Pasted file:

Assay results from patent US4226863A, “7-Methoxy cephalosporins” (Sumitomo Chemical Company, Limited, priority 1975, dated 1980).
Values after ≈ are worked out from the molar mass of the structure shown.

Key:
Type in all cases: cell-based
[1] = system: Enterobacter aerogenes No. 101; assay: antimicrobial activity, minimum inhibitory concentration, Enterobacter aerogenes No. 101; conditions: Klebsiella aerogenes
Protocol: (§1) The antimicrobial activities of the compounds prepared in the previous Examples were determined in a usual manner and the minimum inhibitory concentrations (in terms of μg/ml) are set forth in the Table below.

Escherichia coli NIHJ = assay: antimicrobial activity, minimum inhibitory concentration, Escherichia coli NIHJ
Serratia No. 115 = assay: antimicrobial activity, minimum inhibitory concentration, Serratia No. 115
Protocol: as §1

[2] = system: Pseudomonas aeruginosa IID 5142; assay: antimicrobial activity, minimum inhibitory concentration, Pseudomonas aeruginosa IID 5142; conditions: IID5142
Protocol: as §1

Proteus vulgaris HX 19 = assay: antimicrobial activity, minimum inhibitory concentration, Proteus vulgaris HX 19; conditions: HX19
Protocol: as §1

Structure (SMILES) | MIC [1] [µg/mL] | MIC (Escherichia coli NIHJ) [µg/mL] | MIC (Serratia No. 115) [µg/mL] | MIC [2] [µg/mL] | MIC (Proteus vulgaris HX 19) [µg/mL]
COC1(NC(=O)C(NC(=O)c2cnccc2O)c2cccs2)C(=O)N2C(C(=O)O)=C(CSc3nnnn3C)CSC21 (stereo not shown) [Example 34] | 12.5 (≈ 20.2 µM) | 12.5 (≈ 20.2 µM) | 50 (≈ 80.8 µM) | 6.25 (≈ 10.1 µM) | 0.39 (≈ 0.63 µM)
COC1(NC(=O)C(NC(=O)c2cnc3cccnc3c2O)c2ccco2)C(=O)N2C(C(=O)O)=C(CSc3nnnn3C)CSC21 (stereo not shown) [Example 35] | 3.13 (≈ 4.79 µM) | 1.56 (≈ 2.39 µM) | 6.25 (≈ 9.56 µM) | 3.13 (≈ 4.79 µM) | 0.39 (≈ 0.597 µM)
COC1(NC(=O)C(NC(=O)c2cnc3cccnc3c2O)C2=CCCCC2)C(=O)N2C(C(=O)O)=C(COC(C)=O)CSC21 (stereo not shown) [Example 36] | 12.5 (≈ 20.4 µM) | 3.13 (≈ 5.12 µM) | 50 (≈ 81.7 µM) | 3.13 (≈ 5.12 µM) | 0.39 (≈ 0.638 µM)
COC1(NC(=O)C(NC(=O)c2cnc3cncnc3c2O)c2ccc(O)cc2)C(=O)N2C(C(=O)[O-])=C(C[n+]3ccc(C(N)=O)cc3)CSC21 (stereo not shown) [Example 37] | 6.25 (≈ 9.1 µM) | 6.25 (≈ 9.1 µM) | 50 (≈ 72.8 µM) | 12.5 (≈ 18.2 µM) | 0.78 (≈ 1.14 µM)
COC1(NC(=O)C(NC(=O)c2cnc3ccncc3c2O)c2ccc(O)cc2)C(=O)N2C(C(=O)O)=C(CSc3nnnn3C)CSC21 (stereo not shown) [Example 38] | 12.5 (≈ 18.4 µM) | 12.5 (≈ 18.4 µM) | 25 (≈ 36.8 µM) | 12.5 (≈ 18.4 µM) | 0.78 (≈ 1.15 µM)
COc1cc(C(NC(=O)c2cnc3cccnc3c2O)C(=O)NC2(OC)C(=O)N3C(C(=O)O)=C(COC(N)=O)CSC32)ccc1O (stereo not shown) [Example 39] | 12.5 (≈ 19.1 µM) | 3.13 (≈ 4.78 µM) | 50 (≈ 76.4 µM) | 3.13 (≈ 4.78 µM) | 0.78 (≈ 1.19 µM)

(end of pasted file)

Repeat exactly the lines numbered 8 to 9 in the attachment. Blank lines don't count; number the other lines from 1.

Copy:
Serratia No. 115 = assay: antimicrobial activity, minimum inhibitory concentration, Serratia No. 115
Protocol: as §1